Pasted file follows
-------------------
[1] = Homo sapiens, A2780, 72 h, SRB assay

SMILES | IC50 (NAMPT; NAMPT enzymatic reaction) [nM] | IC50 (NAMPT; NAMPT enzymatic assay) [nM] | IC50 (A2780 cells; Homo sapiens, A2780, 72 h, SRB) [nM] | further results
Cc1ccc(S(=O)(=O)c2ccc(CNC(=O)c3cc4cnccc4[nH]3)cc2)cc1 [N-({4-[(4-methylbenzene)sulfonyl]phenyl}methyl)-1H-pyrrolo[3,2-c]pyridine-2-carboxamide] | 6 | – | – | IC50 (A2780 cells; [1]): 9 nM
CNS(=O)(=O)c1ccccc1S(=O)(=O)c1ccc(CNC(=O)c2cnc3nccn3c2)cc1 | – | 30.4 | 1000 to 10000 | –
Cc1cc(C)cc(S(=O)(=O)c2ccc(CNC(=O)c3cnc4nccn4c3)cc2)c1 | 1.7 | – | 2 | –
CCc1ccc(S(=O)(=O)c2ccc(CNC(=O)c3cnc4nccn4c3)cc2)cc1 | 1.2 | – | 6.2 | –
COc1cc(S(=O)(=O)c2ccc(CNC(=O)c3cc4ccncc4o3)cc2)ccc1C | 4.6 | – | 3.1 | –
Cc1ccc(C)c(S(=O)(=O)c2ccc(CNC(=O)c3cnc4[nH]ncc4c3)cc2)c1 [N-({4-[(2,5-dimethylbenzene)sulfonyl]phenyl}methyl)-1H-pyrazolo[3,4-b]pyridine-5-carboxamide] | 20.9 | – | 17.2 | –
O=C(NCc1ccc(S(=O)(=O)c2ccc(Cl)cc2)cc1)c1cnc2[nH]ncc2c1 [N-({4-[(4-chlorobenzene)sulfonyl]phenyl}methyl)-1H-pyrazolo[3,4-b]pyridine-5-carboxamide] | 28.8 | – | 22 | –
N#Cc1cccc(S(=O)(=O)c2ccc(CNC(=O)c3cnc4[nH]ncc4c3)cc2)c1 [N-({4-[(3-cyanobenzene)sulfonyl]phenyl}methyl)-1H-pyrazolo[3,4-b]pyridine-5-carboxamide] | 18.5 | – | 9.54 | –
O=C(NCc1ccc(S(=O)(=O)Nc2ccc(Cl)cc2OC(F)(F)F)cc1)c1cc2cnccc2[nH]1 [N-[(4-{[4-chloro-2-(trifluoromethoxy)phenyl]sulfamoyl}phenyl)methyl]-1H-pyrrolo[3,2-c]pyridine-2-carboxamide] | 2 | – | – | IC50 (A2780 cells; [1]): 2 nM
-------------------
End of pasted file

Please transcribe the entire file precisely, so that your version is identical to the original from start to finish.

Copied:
[1] = Homo sapiens, A2780, 72 h, SRB assay

SMILES | IC50 (NAMPT; NAMPT enzymatic reaction) [nM] | IC50 (NAMPT; NAMPT enzymatic assay) [nM] | IC50 (A2780 cells; Homo sapiens, A2780, 72 h, SRB) [nM] | further results
Cc1ccc(S(=O)(=O)c2ccc(CNC(=O)c3cc4cnccc4[nH]3)cc2)cc1 [N-({4-[(4-methylbenzene)sulfonyl]phenyl}methyl)-1H-pyrrolo[3,2-c]pyridine-2-carboxamide] | 6 | – | – | IC50 (A2780 cells; [1]): 9 nM
CNS(=O)(=O)c1ccccc1S(=O)(=O)c1ccc(CNC(=O)c2cnc3nccn3c2)cc1 | – | 30.4 | 1000 to 10000 | –
Cc1cc(C)cc(S(=O)(=O)c2ccc(CNC(=O)c3cnc4nccn4c3)cc2)c1 | 1.7 | – | 2 | –
CCc1ccc(S(=O)(=O)c2ccc(CNC(=O)c3cnc4nccn4c3)cc2)cc1 | 1.2 | – | 6.2 | –
COc1cc(S(=O)(=O)c2ccc(CNC(=O)c3cc4ccncc4o3)cc2)ccc1C | 4.6 | – | 3.1 | –
Cc1ccc(C)c(S(=O)(=O)c2ccc(CNC(=O)c3cnc4[nH]ncc4c3)cc2)c1 [N-({4-[(2,5-dimethylbenzene)sulfonyl]phenyl}methyl)-1H-pyrazolo[3,4-b]pyridine-5-carboxamide] | 20.9 | – | 17.2 | –
O=C(NCc1ccc(S(=O)(=O)c2ccc(Cl)cc2)cc1)c1cnc2[nH]ncc2c1 [N-({4-[(4-chlorobenzene)sulfonyl]phenyl}methyl)-1H-pyrazolo[3,4-b]pyridine-5-carboxamide] | 28.8 | – | 22 | –
N#Cc1cccc(S(=O)(=O)c2ccc(CNC(=O)c3cnc4[nH]ncc4c3)cc2)c1 [N-({4-[(3-cyanobenzene)sulfonyl]phenyl}methyl)-1H-pyrazolo[3,4-b]pyridine-5-carboxamide] | 18.5 | – | 9.54 | –
O=C(NCc1ccc(S(=O)(=O)Nc2ccc(Cl)cc2OC(F)(F)F)cc1)c1cc2cnccc2[nH]1 [N-[(4-{[4-chloro-2-(trifluoromethoxy)phenyl]sulfamoyl}phenyl)methyl]-1H-pyrrolo[3,2-c]pyridine-2-carboxamide] | 2 | – | – | IC50 (A2780 cells; [1]): 2 nM